From May to July 2015, five Scottish NHS abortion services (Lothian, Greater Glasgow and Clyde, Grampian, Ayrshire and Arran, Highland) distributed the surveys to all women attending dedicated clinics requesting a termination of pregnancy. Women presenting for termination in the case of fetal anomaly were excluded. These five services provided 64% of all abortions in Scotland in 2015.7 Completed forms were placed in an opaque envelope in a sealed collection box in the clinic waiting room. Surveys were similarly distributed and collected at 49 BPAS (British Pregnancy Advisory Service) clinics in England and Wales from August to September 2015. Approximately 60 000 abortions are performed by BPAS each year, which represents about one-third of the abortions conducted in England and Wales.
Completed forms were coded, data were cleaned and entered into a database and analysed using SPSS V22. Descriptive statistics were generated and responses were compared across age category, country of residence, history of having children, prior abortion and area of deprivation using Chi-square tests. A p value of <0.05 was considered statistically significant.
The NHS Lothian Sexual Health Service Patient Public Involvement Group approved the project as being of importance for patient benefit and reviewed the final questionnaire for language and sense. The project and questionnaire were reviewed by the ethical officer for NHS Lothian and the BPAS Research and Ethics Committee who confirmed that formal ethical approval was not required for an anonymous survey.
A total of 3013 surveys were distributed and 2259 surveys were completed by women requesting abortion at the 54 participating clinics. This represented an overall coverage rate of 75%; 775 completed surveys out of 1111 women presenting for abortion at participating services in Scotland (70%) and 1484 out of 1902 during the study periods, in England and Wales (79%).
The characteristics of participants are shown in Table 1. The mean age of respondents was 27 range 13–51) years, 36% (n=823) had previously had an abortion and 51% (n=1156) had previously given birth. The majority (82%) self-identified as white.
Do women find the terms ’abortion' or ’termination of pregnancy' distressing?
Table 2 shows the numbers and proportions of respondents who indicated that they found the terms ‘abortion’ and ‘termination of pregnancy’ distressing. Thirty five percent (n=783) of respondents indicated that they found ‘abortion’ to be distressing, with 21% (n=476) being ‘unsure’. Eighteen percent (n=399) of women indicated that they found ‘termination of pregnancy’ to be distressing, with 19% (n=438) being unsure. There were no statistically significant differences in responses between countries, nor between age groups, history of abortion, having children, or deprivation (based on area of residence) (Supplementary Table 1). Over the whole sample, 13% reported finding both terms distressing, 39% reported finding neither term distressing, with 15% reporting ‘abortion’ to be distressing but not ‘termination of pregnancy’ and 3% reporting ‘termination of pregnancy’, but not ‘abortion’, to be distressing; the remaining answers involved one or more ‘unsure responses’. The variation in the distribution of these responses was statistically significant (Chi-square 857.7, df=4, p<0.001).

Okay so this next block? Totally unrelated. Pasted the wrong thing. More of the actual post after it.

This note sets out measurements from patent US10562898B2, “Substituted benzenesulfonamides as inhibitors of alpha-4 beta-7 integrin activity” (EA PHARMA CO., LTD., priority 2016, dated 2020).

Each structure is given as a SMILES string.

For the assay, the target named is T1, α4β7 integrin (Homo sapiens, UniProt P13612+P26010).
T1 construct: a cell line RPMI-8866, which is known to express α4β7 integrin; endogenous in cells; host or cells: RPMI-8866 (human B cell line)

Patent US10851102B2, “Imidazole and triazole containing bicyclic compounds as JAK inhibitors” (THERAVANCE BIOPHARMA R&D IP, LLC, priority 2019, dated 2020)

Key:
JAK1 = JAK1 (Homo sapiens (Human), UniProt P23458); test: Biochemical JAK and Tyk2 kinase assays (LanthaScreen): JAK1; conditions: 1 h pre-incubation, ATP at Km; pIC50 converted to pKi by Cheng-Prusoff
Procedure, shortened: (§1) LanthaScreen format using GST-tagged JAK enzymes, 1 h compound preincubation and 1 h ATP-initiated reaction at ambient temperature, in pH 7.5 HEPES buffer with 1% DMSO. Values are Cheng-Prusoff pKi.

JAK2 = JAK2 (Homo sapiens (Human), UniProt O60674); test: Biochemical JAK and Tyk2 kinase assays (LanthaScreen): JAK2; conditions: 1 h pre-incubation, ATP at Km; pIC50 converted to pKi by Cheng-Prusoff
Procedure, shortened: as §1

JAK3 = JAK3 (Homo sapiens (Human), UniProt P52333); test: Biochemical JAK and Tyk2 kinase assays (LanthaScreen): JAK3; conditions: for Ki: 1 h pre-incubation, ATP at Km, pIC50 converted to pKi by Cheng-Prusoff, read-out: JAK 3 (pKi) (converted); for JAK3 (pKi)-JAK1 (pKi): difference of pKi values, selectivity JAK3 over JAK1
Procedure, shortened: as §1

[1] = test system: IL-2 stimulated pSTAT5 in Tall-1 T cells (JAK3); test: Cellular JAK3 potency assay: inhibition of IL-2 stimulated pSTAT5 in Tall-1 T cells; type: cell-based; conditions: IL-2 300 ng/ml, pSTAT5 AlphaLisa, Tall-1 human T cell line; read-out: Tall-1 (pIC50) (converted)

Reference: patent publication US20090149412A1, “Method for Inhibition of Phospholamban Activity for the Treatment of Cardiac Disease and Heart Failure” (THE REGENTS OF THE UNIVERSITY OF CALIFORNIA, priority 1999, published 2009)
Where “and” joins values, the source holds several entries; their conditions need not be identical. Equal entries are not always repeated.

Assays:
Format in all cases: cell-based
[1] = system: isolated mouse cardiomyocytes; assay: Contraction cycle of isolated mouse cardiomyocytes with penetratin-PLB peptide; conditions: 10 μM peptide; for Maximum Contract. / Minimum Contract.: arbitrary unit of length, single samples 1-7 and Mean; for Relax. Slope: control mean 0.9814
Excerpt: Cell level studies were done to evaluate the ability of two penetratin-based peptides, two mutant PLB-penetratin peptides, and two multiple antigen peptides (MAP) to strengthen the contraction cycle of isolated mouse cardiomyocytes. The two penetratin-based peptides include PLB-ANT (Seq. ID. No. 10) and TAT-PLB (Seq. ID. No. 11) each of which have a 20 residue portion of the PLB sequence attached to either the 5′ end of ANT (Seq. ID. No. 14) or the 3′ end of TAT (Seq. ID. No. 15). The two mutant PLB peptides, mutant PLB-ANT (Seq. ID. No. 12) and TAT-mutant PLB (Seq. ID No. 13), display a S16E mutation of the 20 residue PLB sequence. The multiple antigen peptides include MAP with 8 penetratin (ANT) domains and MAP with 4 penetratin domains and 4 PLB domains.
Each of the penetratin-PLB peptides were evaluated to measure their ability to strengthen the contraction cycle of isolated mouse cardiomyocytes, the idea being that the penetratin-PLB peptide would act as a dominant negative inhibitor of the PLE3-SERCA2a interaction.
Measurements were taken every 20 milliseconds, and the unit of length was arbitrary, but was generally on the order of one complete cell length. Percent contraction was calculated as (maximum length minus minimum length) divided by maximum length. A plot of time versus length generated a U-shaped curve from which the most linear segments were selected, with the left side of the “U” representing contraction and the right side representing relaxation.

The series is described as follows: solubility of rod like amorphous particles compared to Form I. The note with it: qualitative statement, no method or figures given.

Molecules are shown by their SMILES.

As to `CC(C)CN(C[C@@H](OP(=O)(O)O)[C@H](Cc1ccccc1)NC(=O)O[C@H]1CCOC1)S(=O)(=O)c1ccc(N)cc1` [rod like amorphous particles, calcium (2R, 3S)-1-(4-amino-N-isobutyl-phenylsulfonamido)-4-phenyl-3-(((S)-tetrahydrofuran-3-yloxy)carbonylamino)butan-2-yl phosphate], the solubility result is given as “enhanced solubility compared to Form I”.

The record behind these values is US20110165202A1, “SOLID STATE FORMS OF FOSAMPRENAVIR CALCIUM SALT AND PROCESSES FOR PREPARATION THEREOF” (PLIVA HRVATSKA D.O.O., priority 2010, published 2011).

What term would women prefer?
When asked which term respondents preferred, 45% (n=1009) indicated ‘termination of pregnancy’, followed by 12% (n=263) who selected ‘abortion’ and 9% (n=203) who selected ‘voluntary interruption of pregnancy’ (Table 3). There was no statistically significant association between preference for a particular term and any of the demographic characteristics, reproductive history or country of residence (data not shown).
In the free text section of this question, there were 16 suggestions for alternative terminology; termination (n=5), induced miscarriage (n=2), early intervention/cessation of pregnancy (n=2) and miscarriage (n=2) and one each suggesting voluntary ending of pregnancy, end of pregnancy, late contraception, pregnancy not followed through, and procedure. A further five commented that there was “no nice word for it”.
The survey showed that most women seeking abortion did not find either ‘abortion’ or ‘termination of pregnancy’ to be distressing terms. Although a higher proportion did indicate that they found ‘abortion’ rather than ‘termination of pregnancy’ distressing, this was still a relative minority of all women (one-third of respondents). As regards preference, ‘termination of pregnancy’ was the preferred term for just under half of all respondents, and there was no significant association with any of the demographic characteristics recorded. ‘Voluntary interruption of pregnancy’, despite not being a term believed to be widely used by healthcare providers in Great Britain, was preferred by almost one in ten women. Few women suggested an alternative, and a small number of women commented that there was no good term. The women in our study were of similar demographic characteristics to the larger population of women undergoing abortion at that time in Britain.7 11 We believe that the findings of our survey are likely to be representative of the views of women seeking abortion in Britain.